The text is written in simple, yet precise language. There is a glossary to help with difficult and/or unfamiliar terms, such as brood, fledgling, instinct, and roost. The text and photographs work extremely well-together, with photos providing clear, vibrant illustrations of the action. For example, on the page describing what baby Bluebirds ate ("mostly insects, worms, and berries") there is a photo of the female holding several mealworms and a caterpillar in her mouth, preparing to enter then nest.
Following the text is extensive back matter. Two pages are devoted to describing the three species of Bluebirds that live in North America: the Eastern Bluebird (chronicled in the book), the Mountain Bluebird, and the Western Bluebird. Two more pages are devoted to Bluebirds Through the Year, which detail a bit more of Bluebird behavior. Next are two pages devoted to Bringing Back the Bluebirds (did you know they were once in danger of disappearing?) and Bluebirds in Your Yard, which briefly describes where to find information about attracting Bluebirds to your yard. Finally, the author provides of a list of books and web sites where readers can learn more. She also lists some places to order mealworms for Bluebirds.
Kirby has done an outstanding job telling the Bluebirds' story while teaching readers a lot along the way. The final page contains the heading Bluebirds Rock! and a full-page image of a bluebird, up close and personal. Readers young and old alike will close this book echoing the sentiment.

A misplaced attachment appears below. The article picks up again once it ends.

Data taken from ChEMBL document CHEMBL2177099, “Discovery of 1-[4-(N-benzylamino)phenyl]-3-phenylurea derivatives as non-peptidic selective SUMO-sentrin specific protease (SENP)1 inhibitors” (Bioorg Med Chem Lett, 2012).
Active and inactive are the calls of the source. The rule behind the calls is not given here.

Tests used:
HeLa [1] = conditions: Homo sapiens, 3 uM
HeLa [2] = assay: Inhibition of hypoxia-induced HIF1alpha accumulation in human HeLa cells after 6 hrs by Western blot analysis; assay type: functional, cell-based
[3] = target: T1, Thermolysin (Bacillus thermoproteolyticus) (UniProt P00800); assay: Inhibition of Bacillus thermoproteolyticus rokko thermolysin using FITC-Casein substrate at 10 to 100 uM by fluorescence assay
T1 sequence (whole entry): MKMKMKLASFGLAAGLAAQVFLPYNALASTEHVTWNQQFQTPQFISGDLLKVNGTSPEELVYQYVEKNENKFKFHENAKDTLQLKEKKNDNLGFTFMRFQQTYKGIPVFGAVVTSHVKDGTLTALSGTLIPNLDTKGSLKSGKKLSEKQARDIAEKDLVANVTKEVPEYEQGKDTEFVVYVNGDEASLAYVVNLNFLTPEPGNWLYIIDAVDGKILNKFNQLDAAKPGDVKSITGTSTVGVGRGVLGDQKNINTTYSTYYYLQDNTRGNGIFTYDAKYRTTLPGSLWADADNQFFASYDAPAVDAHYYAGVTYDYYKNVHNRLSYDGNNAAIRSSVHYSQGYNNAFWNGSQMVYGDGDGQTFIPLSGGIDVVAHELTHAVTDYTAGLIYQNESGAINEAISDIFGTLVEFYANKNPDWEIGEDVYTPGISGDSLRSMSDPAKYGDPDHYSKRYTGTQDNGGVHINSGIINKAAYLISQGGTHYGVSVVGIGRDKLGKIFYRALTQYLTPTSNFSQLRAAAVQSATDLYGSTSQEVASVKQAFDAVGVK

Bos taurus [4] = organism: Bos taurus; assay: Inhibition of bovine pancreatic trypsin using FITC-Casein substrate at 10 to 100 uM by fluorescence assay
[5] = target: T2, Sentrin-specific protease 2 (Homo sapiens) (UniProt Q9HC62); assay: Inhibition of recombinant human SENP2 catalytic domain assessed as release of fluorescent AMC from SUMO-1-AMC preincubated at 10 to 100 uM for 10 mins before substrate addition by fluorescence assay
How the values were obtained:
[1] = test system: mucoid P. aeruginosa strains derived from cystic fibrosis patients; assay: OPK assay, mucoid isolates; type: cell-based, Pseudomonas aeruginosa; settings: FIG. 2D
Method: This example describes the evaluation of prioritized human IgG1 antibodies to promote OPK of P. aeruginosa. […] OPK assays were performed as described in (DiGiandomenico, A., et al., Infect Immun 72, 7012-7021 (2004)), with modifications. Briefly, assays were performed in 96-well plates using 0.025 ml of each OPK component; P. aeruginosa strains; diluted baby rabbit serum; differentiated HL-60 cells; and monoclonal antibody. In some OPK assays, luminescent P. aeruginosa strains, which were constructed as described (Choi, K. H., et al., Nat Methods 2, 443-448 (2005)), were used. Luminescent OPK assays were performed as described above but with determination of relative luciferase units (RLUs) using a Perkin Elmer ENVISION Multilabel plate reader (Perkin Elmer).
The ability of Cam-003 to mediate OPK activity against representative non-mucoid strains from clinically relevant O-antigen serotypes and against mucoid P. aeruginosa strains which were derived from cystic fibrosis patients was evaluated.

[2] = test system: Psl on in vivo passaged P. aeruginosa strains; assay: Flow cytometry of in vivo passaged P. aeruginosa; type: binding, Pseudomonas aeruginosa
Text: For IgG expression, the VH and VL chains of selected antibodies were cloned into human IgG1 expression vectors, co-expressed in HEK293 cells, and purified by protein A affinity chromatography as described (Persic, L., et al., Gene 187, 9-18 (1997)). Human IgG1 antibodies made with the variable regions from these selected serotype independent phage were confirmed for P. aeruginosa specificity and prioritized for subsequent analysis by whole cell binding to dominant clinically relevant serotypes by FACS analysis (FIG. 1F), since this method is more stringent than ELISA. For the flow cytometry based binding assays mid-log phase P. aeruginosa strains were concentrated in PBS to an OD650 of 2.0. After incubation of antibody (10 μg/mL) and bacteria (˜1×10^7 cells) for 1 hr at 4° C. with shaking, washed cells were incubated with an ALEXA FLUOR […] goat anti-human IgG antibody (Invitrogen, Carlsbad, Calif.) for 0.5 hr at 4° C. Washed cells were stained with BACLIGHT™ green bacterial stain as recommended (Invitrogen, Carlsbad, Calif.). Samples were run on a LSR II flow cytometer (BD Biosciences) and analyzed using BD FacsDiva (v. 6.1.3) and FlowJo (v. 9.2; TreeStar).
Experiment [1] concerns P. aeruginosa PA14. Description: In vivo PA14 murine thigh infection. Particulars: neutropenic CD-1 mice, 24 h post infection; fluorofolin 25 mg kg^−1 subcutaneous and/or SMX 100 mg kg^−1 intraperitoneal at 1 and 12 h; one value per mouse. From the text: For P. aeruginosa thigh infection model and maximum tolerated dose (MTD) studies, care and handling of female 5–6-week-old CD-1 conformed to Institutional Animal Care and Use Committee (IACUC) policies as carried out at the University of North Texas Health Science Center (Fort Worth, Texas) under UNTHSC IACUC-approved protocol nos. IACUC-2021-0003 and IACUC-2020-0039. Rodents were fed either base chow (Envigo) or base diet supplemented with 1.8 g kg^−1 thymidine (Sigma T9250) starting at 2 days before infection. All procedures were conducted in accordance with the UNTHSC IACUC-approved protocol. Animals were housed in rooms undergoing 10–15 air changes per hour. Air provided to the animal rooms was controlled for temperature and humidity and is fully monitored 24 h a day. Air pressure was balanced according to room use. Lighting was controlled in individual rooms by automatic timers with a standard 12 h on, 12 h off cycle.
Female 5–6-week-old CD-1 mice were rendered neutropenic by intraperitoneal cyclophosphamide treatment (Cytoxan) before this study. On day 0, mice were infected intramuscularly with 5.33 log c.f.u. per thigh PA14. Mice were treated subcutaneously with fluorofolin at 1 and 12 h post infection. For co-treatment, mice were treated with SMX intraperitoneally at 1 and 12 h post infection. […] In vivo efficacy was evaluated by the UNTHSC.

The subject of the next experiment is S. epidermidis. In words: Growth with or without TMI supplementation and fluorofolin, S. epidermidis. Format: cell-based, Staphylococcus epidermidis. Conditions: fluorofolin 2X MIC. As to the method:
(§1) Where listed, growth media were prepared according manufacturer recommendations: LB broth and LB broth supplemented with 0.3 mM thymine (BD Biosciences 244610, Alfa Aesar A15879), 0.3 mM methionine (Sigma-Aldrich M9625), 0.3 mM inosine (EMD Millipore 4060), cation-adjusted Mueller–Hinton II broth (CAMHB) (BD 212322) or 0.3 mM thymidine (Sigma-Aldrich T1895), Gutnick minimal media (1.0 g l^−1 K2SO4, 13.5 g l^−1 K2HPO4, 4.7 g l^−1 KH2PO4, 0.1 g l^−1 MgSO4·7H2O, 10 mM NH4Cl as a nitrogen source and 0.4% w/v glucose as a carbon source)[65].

The poems in Yolen's books are a good starting point for exploring additional factual information about birds. For example, the poem on the wood duck makes reference to nesting in trees, as does the excerpt in Judge's book. Students might use the poems to generate questions they would like to investigate regarding bird behavior. While Judge's book will whet their appetites with additional tidbits of information, Kirby's book will give them specific examples of how a particular species courts and raises a nest of young. I'd use all three together, as the illustrations in Judge's book make a nice counterpoint to the photographs in the other titles.
For additional resources, consider these sites.
- The Cornell Lab of Ornithology has a wealth of resources at their All About Birds site.
- Birds of America at the University of Pittsburgh is a web site that contains digital reproductions of John James Audubon’s Birds of America and his Ornithological Biography.
- The National Geographic Society has an extensive site on birds.
- The San Diego Zoo has a kids site on birds.
- Charlesbridge has a nice set of birdwatching fact cards.
- Mother Nature Network has two very cool infographics on birds.